MOSCOW, July 23 (Reuters) - Russian lawmakers floated draft legislation on Tuesday that would prohibit email service providers from circulating messages containing banned content and also require email accounts to be linked to their user’s mobile phone number.
The measures, which would enter force at the start of 2020 if passed, aim to help Russian security services combat a wave of hoax bomb threats called in across the country, according to the bill’s authors, but drew criticism from industry players.
Russian Internet group Mail.ru’s technical director Vladimir Gabrielyan said the measures discriminated against domestic Internet companies and would be a burden for them, but essentially change nothing in practice.
“Domestic companies will receive additional costs, while foreign players have repeatedly ignored the demands of Russian legislation,” Gabrielyan said.
The proposal comes amid a clampdown on the Internet that has seen Russia impose laws requiring search engines to delete some search results, messaging services to share encryption keys with security services and social networks to store user data on servers in the country.
“Passing the bill will allow (us) to significantly reduce the number of hoax terrorist messages circulated via electronic mail services (and) will create the legal framework to bring perpetrators to account,” the authors wrote in an explanatory note.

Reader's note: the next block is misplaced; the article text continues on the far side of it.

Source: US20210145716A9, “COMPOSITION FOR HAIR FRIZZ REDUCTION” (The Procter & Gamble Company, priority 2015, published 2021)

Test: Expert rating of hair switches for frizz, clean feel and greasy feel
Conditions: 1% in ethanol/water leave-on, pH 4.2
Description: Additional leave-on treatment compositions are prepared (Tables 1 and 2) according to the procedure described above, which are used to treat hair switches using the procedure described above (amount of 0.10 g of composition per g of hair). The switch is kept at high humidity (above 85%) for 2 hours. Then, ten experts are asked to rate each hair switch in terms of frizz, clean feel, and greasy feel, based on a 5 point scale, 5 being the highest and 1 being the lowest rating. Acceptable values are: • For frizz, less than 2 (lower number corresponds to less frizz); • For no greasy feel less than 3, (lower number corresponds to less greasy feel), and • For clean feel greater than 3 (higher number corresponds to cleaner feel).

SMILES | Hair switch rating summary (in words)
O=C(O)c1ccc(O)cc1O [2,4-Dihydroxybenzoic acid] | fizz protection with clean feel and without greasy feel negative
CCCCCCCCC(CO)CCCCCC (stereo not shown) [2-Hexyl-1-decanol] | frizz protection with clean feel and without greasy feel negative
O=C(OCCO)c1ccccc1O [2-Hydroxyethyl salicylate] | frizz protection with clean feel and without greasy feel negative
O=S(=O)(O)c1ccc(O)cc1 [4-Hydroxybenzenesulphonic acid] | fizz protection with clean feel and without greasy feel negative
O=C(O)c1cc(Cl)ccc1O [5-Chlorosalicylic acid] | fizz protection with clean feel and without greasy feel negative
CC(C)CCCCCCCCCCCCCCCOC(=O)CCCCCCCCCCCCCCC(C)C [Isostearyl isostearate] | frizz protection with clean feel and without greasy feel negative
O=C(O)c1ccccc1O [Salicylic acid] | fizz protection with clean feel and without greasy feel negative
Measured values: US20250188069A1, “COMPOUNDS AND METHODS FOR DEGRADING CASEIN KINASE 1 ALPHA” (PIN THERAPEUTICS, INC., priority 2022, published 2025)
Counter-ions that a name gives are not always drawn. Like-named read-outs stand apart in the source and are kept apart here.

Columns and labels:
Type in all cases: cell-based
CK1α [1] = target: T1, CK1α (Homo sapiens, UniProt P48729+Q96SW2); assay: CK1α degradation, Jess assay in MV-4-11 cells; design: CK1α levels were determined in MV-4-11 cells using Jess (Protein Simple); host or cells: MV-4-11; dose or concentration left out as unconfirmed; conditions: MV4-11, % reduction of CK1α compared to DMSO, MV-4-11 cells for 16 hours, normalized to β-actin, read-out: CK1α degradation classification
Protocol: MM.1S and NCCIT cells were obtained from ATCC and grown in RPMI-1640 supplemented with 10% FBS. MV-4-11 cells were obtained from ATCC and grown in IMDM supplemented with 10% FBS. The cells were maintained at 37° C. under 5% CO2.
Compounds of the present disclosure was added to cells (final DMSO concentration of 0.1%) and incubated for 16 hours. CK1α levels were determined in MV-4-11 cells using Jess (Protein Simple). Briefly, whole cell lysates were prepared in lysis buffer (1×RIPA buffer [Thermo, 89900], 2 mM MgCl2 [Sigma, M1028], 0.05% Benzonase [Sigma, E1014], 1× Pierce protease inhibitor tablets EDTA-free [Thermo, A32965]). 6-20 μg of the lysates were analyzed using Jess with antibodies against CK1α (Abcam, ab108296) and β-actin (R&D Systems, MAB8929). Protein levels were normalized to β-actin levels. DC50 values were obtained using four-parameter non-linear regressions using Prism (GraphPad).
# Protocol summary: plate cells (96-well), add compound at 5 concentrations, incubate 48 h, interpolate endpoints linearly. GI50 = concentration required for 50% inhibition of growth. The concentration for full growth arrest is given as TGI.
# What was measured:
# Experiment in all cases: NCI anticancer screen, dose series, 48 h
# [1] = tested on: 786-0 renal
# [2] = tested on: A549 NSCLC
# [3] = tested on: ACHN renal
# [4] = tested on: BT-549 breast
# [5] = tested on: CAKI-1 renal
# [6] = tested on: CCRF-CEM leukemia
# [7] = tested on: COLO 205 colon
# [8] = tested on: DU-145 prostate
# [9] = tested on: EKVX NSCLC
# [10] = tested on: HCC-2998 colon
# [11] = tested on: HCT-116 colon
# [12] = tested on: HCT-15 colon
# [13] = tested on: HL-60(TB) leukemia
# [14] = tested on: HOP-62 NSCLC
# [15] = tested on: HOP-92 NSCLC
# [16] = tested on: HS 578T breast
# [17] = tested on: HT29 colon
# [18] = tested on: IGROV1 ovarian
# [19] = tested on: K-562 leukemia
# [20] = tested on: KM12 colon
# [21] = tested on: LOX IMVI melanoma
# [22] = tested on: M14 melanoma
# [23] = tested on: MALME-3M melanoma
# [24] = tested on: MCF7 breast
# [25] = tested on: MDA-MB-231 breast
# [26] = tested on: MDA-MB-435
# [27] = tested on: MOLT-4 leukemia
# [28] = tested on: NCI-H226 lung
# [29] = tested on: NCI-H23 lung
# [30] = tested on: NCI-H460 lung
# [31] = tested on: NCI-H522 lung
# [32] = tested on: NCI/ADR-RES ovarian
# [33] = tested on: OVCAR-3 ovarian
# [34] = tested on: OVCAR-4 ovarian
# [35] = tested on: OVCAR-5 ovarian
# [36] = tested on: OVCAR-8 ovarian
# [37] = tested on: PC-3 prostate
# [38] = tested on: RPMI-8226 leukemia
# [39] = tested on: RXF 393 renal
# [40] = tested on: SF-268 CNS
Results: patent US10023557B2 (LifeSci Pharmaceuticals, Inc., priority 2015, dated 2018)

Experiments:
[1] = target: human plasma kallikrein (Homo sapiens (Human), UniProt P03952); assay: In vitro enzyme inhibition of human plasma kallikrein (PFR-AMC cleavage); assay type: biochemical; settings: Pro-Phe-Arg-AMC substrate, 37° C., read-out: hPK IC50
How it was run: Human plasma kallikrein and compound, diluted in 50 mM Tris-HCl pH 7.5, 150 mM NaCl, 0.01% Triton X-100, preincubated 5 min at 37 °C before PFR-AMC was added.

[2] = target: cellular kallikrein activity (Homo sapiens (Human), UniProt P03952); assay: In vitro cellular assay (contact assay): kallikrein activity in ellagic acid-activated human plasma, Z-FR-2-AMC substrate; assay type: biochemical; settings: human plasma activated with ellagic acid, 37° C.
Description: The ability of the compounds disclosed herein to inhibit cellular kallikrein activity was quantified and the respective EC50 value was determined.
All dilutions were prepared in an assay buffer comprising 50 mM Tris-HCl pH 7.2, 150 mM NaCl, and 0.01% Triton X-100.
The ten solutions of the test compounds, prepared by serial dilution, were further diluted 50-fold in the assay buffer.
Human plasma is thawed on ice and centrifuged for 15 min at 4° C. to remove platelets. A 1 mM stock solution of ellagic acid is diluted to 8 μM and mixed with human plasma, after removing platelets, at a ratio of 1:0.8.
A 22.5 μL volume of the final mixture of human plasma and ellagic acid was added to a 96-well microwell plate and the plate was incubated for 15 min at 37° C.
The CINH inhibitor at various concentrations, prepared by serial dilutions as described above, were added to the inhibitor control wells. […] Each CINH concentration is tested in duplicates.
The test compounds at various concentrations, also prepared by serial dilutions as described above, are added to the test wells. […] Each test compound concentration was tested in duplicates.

Hundreds of buildings have been evacuated over the last few years - including shopping malls, hospitals and hotels during last year’s soccer World Cup - in what security services have said were mass bomb hoaxes using the Internet and conventional phone lines.
Russian Internet giant Yandex and Google declined to comment on the legislation.
The bill was drafted by two members of the upper house of parliament. Before becoming law, they would have to be approved by the lower house three times and then by the upper house before being signed into law by President Vladimir Putin. (Reporting by Nadezhda Tsydenova, Anton Zverev; Writing by Tom Balmforth; Editing by William Maclean)